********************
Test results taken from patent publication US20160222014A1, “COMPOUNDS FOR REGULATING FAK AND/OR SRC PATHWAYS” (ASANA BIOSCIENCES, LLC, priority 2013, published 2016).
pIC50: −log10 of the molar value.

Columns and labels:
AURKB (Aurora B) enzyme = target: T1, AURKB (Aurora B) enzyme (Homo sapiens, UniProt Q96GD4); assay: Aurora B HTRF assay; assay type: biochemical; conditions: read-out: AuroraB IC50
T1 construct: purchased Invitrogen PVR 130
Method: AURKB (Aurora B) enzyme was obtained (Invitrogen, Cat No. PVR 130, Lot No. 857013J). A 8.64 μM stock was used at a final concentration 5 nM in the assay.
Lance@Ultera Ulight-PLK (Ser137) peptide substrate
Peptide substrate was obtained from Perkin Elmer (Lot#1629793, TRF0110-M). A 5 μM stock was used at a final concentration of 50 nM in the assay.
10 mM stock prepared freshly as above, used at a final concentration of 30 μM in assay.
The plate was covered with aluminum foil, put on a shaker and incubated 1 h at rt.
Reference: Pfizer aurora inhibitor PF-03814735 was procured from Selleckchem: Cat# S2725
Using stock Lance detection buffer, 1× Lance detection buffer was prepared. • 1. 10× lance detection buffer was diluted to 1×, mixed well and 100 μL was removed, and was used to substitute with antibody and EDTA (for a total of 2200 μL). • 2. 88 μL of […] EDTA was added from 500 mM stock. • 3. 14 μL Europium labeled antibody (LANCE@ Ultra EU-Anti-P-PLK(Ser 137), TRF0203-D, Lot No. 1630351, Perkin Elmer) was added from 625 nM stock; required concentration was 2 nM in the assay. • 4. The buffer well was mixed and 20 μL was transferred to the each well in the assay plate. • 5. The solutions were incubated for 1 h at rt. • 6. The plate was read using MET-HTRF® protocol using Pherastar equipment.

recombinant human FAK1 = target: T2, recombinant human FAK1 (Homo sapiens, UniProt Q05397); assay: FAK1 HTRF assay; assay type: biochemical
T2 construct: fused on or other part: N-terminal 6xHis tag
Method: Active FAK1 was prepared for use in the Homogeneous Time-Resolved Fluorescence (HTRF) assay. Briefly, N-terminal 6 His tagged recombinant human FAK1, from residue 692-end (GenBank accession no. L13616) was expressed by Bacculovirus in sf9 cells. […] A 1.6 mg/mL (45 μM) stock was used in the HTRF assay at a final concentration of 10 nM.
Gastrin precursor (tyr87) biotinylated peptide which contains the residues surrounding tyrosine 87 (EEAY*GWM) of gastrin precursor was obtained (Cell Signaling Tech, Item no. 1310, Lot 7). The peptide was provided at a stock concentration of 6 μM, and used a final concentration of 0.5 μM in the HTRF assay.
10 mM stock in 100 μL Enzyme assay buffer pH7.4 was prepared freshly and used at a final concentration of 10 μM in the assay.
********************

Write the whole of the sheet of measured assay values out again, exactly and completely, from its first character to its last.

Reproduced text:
Test results taken from patent publication US20160222014A1, “COMPOUNDS FOR REGULATING FAK AND/OR SRC PATHWAYS” (ASANA BIOSCIENCES, LLC, priority 2013, published 2016).
pIC50: −log10 of the molar value.

Columns and labels:
AURKB (Aurora B) enzyme = target: T1, AURKB (Aurora B) enzyme (Homo sapiens, UniProt Q96GD4); assay: Aurora B HTRF assay; assay type: biochemical; conditions: read-out: AuroraB IC50
T1 construct: purchased Invitrogen PVR 130
Method: AURKB (Aurora B) enzyme was obtained (Invitrogen, Cat No. PVR 130, Lot No. 857013J). A 8.64 μM stock was used at a final concentration 5 nM in the assay.
Lance@Ultera Ulight-PLK (Ser137) peptide substrate
Peptide substrate was obtained from Perkin Elmer (Lot#1629793, TRF0110-M). A 5 μM stock was used at a final concentration of 50 nM in the assay.
10 mM stock prepared freshly as above, used at a final concentration of 30 μM in assay.
The plate was covered with aluminum foil, put on a shaker and incubated 1 h at rt.
Reference: Pfizer aurora inhibitor PF-03814735 was procured from Selleckchem: Cat# S2725
Using stock Lance detection buffer, 1× Lance detection buffer was prepared. • 1. 10× lance detection buffer was diluted to 1×, mixed well and 100 μL was removed, and was used to substitute with antibody and EDTA (for a total of 2200 μL). • 2. 88 μL of […] EDTA was added from 500 mM stock. • 3. 14 μL Europium labeled antibody (LANCE@ Ultra EU-Anti-P-PLK(Ser 137), TRF0203-D, Lot No. 1630351, Perkin Elmer) was added from 625 nM stock; required concentration was 2 nM in the assay. • 4. The buffer well was mixed and 20 μL was transferred to the each well in the assay plate. • 5. The solutions were incubated for 1 h at rt. • 6. The plate was read using MET-HTRF® protocol using Pherastar equipment.

recombinant human FAK1 = target: T2, recombinant human FAK1 (Homo sapiens, UniProt Q05397); assay: FAK1 HTRF assay; assay type: biochemical
T2 construct: fused on or other part: N-terminal 6xHis tag
Method: Active FAK1 was prepared for use in the Homogeneous Time-Resolved Fluorescence (HTRF) assay. Briefly, N-terminal 6 His tagged recombinant human FAK1, from residue 692-end (GenBank accession no. L13616) was expressed by Bacculovirus in sf9 cells. […] A 1.6 mg/mL (45 μM) stock was used in the HTRF assay at a final concentration of 10 nM.
Gastrin precursor (tyr87) biotinylated peptide which contains the residues surrounding tyrosine 87 (EEAY*GWM) of gastrin precursor was obtained (Cell Signaling Tech, Item no. 1310, Lot 7). The peptide was provided at a stock concentration of 6 μM, and used a final concentration of 0.5 μM in the HTRF assay.
10 mM stock in 100 μL Enzyme assay buffer pH7.4 was prepared freshly and used at a final concentration of 10 μM in the assay.